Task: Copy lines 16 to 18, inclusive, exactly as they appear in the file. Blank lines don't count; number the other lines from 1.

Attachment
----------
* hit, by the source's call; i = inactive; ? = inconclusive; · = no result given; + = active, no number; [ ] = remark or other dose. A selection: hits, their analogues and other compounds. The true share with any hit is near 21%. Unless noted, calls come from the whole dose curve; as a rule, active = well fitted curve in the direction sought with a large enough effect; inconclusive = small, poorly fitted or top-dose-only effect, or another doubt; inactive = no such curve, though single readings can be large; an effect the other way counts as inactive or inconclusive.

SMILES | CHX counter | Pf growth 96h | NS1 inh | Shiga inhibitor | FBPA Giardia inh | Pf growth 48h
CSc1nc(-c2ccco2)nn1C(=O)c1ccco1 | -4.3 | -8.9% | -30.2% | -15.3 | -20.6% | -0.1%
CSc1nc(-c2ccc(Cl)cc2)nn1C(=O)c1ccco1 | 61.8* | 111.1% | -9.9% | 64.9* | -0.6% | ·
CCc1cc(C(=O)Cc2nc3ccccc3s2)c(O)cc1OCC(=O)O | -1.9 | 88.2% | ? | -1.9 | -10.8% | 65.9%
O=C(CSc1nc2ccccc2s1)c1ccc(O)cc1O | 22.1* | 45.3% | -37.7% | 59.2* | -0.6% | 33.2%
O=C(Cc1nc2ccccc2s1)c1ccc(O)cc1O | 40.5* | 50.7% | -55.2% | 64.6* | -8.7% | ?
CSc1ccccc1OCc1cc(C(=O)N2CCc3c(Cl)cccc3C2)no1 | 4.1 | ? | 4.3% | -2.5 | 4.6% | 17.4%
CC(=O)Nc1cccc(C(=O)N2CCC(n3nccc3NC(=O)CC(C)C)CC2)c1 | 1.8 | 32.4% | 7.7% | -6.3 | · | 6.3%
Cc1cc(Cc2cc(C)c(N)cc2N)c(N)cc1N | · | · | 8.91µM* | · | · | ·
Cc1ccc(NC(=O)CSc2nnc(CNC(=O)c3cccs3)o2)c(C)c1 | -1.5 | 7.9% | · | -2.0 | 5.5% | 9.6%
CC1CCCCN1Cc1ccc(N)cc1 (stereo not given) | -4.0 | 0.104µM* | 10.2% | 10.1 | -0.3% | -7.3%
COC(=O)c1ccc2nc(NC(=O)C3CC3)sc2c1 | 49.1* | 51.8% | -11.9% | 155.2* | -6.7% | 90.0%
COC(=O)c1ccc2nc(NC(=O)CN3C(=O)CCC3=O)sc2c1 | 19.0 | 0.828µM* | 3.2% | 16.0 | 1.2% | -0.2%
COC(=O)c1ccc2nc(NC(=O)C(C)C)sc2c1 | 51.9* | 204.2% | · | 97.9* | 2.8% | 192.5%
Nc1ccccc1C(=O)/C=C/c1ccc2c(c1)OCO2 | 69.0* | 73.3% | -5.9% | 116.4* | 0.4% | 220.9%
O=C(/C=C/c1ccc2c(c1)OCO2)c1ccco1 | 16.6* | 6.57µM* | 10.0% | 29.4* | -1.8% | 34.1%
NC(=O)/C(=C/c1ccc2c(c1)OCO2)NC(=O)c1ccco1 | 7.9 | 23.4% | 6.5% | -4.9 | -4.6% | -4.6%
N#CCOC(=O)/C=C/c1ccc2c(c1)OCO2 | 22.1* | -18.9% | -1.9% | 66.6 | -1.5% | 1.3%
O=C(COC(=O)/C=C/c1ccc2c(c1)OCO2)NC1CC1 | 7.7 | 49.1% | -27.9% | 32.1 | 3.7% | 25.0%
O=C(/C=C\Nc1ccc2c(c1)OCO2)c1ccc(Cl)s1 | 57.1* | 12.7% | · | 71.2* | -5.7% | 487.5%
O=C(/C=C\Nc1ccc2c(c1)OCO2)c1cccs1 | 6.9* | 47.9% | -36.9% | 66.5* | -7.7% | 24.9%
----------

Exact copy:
Nc1ccccc1C(=O)/C=C/c1ccc2c(c1)OCO2 | 69.0* | 73.3% | -5.9% | 116.4* | 0.4% | 220.9%
O=C(/C=C/c1ccc2c(c1)OCO2)c1ccco1 | 16.6* | 6.57µM* | 10.0% | 29.4* | -1.8% | 34.1%
NC(=O)/C(=C/c1ccc2c(c1)OCO2)NC(=O)c1ccco1 | 7.9 | 23.4% | 6.5% | -4.9 | -4.6% | -4.6%